Pretty soon almost every application you use will try to turn your pc into a cryptocurrency miner
In the past we have published information about the millions of websites that attempt to use your pc to mine Bitcoin and other cryptocurrencies for them when you browse or peruse information on their sites.¬† And very soon because of the amount of money involved in cryptocurrencies, this could also extend to every new application you use or download.
The term for this type of malware and computer ‘capture’ of your pc’s processing power is known as crypto-jacking, and according to sources tied to the world’s leading anti-virus companies, this malware may even be in the myriad of extensions you use in your Chrome browser.
One up-and-coming form of malware is called ‚Äúcrypto-jacking,‚ÄĚ a process whereby a perfectly useful program secretly mines Bitcoin or some other crypto-currency in the background. The amount of mining on any one machine is insignificant ‚ÄĒ likely a value of a few cents per day, if that ‚ÄĒ but distributed over tens of thousands of machines, it can make a developer real money.
The latest culprit is a popular Chrome extension called¬†Archive Poster, which helps users repost Tumblr blogs. According to reviews on the Chrome store, Archive Poster is also secretly running Coinhive, a distributed-network crypto-currency mining program. Using Coinhive, the developer was mining a currency called Monero using other people‚Äôs CPUs and electricity.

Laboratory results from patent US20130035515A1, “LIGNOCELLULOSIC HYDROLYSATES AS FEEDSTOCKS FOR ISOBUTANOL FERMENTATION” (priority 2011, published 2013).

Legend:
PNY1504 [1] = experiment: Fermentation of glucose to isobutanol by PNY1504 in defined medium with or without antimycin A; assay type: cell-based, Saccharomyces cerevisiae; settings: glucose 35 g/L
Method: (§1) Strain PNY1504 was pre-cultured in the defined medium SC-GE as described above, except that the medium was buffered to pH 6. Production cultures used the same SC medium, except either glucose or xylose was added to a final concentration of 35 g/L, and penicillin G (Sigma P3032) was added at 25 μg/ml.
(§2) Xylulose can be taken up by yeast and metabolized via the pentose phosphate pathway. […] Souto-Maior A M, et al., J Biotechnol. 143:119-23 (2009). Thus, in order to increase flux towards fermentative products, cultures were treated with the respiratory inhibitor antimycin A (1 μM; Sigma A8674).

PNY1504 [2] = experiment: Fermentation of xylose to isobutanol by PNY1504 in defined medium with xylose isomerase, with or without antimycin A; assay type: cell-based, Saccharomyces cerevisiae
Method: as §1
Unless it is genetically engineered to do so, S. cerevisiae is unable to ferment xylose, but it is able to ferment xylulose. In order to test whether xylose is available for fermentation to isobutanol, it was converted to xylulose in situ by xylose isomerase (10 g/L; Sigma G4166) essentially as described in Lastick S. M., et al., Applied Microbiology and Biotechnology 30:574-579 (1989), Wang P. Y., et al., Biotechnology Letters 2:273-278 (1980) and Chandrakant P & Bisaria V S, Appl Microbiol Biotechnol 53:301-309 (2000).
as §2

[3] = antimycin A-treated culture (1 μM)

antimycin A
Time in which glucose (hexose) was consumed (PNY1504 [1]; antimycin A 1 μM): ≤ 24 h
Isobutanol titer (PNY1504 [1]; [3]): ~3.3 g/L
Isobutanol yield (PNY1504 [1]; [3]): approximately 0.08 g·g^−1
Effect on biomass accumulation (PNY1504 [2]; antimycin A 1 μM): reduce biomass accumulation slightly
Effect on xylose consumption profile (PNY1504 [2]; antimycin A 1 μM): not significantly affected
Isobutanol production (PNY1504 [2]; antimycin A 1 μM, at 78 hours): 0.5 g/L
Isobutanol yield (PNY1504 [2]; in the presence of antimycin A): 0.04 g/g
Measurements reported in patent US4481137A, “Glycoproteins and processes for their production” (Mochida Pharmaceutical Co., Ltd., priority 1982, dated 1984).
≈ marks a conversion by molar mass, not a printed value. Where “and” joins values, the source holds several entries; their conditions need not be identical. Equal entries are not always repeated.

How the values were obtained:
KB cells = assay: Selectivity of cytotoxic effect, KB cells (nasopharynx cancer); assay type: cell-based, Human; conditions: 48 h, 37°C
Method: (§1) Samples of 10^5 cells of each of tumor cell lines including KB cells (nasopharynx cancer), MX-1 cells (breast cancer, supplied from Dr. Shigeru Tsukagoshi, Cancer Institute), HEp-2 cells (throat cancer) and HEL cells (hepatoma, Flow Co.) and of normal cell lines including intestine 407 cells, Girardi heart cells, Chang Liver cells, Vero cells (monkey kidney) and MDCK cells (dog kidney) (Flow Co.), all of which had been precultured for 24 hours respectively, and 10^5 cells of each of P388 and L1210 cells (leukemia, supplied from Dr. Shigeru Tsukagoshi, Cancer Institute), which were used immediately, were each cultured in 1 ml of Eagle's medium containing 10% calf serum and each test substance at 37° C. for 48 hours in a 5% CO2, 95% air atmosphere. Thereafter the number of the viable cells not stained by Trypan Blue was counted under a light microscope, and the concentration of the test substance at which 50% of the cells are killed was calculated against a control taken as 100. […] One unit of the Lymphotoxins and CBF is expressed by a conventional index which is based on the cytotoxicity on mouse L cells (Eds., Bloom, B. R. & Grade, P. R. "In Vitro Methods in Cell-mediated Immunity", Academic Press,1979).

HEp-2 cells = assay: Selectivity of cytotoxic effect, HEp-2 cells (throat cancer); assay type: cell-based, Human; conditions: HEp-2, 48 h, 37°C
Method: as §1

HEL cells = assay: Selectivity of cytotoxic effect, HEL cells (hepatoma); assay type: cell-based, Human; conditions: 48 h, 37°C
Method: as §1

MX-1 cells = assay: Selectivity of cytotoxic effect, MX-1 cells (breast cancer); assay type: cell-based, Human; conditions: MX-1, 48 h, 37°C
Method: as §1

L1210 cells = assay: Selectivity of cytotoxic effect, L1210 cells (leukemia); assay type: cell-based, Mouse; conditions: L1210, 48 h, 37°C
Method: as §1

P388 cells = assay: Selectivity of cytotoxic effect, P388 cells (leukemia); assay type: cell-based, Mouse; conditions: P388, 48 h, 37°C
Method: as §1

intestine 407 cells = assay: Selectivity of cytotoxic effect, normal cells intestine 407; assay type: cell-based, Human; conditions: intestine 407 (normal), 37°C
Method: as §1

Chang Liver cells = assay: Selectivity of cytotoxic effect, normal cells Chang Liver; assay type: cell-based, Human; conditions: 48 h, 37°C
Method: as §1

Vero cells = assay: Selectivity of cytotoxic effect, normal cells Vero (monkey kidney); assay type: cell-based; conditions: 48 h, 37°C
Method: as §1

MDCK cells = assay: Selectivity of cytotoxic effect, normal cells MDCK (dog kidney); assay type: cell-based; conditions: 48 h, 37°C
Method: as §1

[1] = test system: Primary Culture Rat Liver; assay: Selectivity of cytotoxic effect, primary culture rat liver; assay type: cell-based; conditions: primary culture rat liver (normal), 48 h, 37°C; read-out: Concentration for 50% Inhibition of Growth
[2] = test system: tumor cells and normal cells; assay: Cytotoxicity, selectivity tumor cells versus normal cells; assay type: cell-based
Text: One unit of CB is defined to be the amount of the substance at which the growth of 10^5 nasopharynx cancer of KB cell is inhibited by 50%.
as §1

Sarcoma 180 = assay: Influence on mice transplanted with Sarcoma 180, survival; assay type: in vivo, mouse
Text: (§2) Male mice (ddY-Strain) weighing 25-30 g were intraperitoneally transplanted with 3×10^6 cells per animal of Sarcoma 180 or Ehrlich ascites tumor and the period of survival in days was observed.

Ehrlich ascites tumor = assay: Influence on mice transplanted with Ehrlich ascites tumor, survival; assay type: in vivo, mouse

According to the Chrome store, the extension has 105,000 users, and presumably all of those are mining coins whenever their computer is on and Chrome is in use, as the extension runs in the background. –¬†BGR
Ironically, voluntary allowance of websites and companies using portions of your pc’s processing power may become an option in the future in lieu of actual monetary payments for certain products and services.¬† Ie…, companies such as Netflix, the Apple iTunes Store, or perhaps even Amazon may provide access to watch movies or download music in exchange for a certain amount of time using your pc to mine cryptocurrencies in a 21st century form of ‘pay per view’.
2017 saw massive increases in both the number of cryptocurrencies themselves, and the different ways individuals and companies co-opted millions of pc’s to perform cryptocurrency mining for their benefit.¬† And it is vital that one keeps their malware and anti-virus software always up to date, because in a half a trillion dollar industry, there are no scruples or regulations stopping anyone from intruding upon your hardware and software.
Kenneth Schortgen Jr¬†is¬†a writer for¬†The Daily Economist,¬†Secretsofthefed.com,¬†Roguemoney.net, and¬†Viral Liberty, and hosts¬†the popular¬†youtube podcast¬†on Mondays, Wednesdays and Fridays.¬†Ken can also¬†be heard Wednesday afternoons giving an weekly economic report on the¬†Angel Clark radio show.